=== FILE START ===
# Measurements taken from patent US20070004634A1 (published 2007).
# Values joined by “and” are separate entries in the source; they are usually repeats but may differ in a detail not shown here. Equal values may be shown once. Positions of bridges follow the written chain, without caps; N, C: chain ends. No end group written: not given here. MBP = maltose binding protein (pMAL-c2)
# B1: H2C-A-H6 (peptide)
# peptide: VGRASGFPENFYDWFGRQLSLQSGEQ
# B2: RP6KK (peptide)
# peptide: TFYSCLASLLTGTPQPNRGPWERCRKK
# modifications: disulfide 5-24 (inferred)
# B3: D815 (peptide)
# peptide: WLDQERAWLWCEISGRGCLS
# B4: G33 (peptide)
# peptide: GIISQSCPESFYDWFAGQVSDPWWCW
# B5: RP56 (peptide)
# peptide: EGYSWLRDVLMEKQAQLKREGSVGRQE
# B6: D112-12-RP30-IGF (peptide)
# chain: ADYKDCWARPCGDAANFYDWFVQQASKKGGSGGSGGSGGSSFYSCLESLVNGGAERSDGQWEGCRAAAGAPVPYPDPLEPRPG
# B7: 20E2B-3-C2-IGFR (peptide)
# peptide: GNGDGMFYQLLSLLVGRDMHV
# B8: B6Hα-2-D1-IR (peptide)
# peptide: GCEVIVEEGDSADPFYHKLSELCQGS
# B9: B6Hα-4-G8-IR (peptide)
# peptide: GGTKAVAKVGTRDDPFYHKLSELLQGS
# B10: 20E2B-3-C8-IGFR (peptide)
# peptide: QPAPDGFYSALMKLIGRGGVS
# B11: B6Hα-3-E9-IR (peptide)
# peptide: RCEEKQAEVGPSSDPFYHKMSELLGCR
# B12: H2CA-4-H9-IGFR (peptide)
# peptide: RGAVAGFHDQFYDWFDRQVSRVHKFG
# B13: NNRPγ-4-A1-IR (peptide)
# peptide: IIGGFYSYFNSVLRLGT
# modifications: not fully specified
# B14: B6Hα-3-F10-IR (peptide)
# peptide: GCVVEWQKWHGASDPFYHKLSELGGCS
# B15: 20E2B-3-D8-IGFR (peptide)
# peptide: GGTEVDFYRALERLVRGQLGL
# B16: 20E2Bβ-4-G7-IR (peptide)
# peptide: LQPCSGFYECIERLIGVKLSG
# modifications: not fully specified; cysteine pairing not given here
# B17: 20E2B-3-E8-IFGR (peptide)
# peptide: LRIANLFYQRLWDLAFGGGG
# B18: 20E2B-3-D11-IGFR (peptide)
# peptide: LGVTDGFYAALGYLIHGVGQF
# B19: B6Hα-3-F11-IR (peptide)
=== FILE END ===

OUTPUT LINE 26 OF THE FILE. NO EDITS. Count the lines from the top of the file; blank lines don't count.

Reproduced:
# B12: H2CA-4-H9-IGFR (peptide)